6) The PCC government must legitimately organize Cuban society if 50% or more vote for CONTINUITY; but if the opposite occurs, they must respect the binding nature of the referendum and its commitment to our people and the International Community, allowing a democratic transition of power.

7) If the CHANGE option wins with 50%, or more of the vote, another popular referendum will be held in the same way, so that the Cuban people can decide their future political system; which must be held within three months and the PCC will have the right to present a new proposal for a democratic project/country; and the opposition can present one option or many options for a democratic project/country, with the support of only a thousand voters needed.

Let the outcome be what the Cuban people really want!

Please join us at this link.


Read more from Osmel Ramirez here on Havana Times.

32 thoughts on “Call for a Plebiscite in Cuba…

  • Carlyle. And you say I’m empty of ideas! I support Osmel in his campaign for a referendum because I think it is a realistic and peaceful way forward for Cuba. I think it is also in the interests of the Cuban authorities to move things forward. I do actually care about the Cuban people and don’t want them to descend into civil war, lawlessness and crime. You on the other hand seem to hate them for being Catholics.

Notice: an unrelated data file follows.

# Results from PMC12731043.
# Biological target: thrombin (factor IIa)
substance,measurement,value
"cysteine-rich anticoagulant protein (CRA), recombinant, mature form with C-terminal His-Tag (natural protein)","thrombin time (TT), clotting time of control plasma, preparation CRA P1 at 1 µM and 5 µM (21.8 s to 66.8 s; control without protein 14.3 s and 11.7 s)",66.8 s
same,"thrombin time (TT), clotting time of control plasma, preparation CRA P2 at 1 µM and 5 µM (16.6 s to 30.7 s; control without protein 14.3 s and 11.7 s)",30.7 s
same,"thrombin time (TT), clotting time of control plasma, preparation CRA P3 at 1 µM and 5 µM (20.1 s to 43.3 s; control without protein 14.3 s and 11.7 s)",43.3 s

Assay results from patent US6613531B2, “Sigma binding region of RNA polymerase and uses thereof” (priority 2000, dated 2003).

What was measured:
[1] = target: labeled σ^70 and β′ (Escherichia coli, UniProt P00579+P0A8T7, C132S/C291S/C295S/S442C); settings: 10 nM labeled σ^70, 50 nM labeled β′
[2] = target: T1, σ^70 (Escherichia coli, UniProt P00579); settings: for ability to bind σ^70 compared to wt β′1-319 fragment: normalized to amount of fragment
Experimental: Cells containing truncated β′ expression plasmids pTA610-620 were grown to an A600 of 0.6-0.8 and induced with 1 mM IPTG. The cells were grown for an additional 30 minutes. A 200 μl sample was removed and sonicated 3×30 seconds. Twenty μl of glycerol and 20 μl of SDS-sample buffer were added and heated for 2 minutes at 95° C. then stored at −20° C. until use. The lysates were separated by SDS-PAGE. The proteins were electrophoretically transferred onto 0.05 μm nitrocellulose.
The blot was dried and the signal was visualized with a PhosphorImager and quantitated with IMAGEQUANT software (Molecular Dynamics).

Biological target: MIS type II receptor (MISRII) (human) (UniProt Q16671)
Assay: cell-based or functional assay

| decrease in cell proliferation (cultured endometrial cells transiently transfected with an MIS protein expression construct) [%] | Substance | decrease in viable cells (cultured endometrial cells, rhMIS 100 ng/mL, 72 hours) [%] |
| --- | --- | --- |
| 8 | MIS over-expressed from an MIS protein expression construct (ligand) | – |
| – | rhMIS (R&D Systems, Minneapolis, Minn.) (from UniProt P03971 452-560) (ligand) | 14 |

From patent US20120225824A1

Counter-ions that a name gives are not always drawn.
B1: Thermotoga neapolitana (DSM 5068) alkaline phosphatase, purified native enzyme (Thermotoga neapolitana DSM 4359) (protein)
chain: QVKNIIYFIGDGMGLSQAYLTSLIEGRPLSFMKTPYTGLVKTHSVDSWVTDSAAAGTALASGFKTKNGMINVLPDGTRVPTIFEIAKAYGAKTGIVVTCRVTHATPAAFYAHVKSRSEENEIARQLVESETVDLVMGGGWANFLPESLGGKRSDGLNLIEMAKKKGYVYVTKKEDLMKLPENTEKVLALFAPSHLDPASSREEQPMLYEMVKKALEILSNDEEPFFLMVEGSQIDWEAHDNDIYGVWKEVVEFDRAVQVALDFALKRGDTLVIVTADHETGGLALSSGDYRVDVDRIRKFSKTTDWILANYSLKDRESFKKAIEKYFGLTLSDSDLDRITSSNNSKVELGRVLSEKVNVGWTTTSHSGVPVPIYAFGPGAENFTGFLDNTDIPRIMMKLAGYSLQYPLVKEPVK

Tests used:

If I was Diaz-Canel I would announce that a referendum would be held in the next year as soon as the pandemic has been sorted. This would give enough time to negotiate the ending of the blockade/embargo. I have already said what the question would be. “Do you support the current constitution?”.

    I don’t see that this is at all relevant, but I last visited Cuba about five years ago for two weeks. I would like to visit more often but I care about the damage to the environment from long-haul flights. However, I am in touch with people in Cuba on a weekly basis.

  • dani is empty of ideas, his sole claim is that he recommends holding a referendum in Cuba. He does so, safe in the knowledge that no such action is possible under communist rule, and to distract attention away from his support for the regime. He scoffs at the suggestion that given time, the Cuban regime will rot from within, describing such a view as “negativity and insults”. So do tell everybody dani, just when you anticipate Miguel Diaz-Canel holding a referendum and what the question ought to be ? Incidentally, when did you last visit Cuba and for how long ?

  • And you Carlyle haven’t changed much from the usual negativity and insults. From what I understand your position seems to be this. Cubans don’t do anything just wait until the country disintegrates into chaos and then everything will be fantastic. I happen to think that Osmel is absolutely right and the most intelligent and perceptive contributor here. I support his efforts and wish him the very best of luck. Is there anything wrong with that?